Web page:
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Student leaders propose alternative to extreme ACT Bill

Student leaders propose alternative to extreme ACT Bill

Student leaders are today calling for National to adopt a proposal which guarantees every student the right to freedom of association whilst ensuring that strong independent students’ associations can continue to provide credible and effective student representation and cost-effective services. This proposal is a fairer alternative to ACT’s bill to end universal membership of students’ associations.

“Unfortunately, debate on the Bill has been bogged down in an ideological quagmire, with students stuck between the extreme positions that get all the attention – ‘compulsory’ membership, that means some students must be members of organisations they don’t want to be, or the opposite approach which means there is no requirement to have student representative organisations at all, or any ability for students to ensure there is one,” said NZUSA Co-President Max Hardy.

NZUSA is today releasing a practical proposal which would improve the current law which governs students’ associations and provides an enduring solution.

“This is a fair, balanced, and reasonable solution to ensure students can exercise freedom of association while allowing students’ associations to continue to be an independent advocate for students, hold institutions to account, drive a focus on teaching and learning, and provide the wide range of services, experiences, and facilities that students use, need, and enjoy on a daily basis,” says NZUSA Co-President David Do.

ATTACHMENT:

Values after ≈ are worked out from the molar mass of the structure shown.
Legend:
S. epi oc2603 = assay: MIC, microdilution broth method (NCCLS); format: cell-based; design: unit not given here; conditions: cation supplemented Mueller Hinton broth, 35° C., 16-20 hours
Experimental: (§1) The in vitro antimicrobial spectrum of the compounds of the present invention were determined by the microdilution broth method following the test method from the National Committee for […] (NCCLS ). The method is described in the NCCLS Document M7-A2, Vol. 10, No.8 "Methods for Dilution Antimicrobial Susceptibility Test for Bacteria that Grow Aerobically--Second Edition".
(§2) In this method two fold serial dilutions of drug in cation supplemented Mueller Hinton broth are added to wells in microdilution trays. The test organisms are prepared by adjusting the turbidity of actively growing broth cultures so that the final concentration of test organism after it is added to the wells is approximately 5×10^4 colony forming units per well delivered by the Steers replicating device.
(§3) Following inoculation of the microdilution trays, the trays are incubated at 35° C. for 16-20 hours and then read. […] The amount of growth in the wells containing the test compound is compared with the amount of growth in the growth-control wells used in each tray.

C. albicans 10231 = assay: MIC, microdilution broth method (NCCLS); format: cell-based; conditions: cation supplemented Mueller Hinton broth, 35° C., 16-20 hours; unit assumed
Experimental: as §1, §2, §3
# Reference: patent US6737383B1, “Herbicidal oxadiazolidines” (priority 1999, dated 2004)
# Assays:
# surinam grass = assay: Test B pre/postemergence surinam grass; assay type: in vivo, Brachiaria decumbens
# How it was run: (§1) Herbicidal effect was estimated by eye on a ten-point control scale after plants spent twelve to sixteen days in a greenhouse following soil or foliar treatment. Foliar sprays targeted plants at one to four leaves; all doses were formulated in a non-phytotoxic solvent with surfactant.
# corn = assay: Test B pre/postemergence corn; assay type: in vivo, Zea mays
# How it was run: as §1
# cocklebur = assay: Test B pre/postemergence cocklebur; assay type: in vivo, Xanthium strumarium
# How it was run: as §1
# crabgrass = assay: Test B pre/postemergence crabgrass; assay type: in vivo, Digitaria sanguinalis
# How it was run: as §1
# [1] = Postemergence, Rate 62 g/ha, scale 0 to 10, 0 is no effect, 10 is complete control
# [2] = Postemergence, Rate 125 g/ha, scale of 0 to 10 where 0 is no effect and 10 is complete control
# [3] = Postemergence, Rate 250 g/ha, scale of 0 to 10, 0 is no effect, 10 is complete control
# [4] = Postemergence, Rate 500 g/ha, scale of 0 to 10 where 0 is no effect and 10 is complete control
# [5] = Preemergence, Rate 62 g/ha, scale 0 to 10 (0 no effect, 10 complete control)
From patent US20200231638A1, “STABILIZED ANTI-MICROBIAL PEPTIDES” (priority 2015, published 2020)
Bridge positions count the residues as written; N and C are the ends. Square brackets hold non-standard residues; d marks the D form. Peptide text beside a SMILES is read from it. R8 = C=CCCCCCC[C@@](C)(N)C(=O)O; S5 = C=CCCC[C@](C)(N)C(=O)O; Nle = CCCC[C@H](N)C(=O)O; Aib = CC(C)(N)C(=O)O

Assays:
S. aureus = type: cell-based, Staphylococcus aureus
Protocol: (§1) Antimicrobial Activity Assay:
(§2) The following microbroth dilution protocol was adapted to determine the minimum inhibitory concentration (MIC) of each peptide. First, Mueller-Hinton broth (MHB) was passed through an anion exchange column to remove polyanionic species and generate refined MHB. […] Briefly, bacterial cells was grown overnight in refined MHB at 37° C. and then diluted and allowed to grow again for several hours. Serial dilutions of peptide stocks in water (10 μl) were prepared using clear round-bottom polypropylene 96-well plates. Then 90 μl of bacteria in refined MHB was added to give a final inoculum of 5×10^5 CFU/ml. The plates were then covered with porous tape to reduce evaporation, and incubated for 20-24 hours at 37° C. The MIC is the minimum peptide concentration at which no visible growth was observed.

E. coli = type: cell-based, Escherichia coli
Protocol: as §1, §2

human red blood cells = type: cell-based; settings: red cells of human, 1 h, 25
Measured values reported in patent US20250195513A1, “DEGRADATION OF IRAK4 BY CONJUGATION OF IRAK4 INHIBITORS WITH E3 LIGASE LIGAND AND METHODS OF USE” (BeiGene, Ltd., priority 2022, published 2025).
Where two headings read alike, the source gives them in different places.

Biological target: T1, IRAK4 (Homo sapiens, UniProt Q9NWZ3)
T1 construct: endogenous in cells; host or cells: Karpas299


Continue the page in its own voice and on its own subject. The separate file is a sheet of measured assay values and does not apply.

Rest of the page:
The main features include:
• Students will automatically become members of their students’ association when they enrol at a tertiary institution.
• Students may opt-out of their association at any time and for any (or no) reason.
• If students opt-out within the first four weeks of term, they would receive a full refund of any association fees.
• Membership processes would be administered and promoted by the institution rather than the students’ association.
• Associations would improve their governance and operations through a Code of Practice for democracy and accountability.
• The proposed law would come into effect in 2013, ensuring enough time for the sector to make adjustments.

“This practical proposal would do what ACT claim they are trying to achieve with their current Member’s Bill. Students will see this proposal as a fair and sensible alternative, the proposal has widespread support from students’ associations, and echoes suggestions made by submitters during the Select Committee process,” says Hardy.

NZUSA has offered to discuss their alternative to ACT’s Bill in further detail, but no alternative has yet been agreed to by National or ACT.

“This Bill is not in the public interest and should be replaced with fairer alternatives, such as what we have proposed, that ensure the best outcomes for students. We are calling on National to adopt a practical, pragmatic solution and provide the sector with an enduring solution that offers stability and certainty,” concludes Hardy.

NZUSA is the national representative body for tertiary students and has been advocating on student issues since 1929.

ENDS

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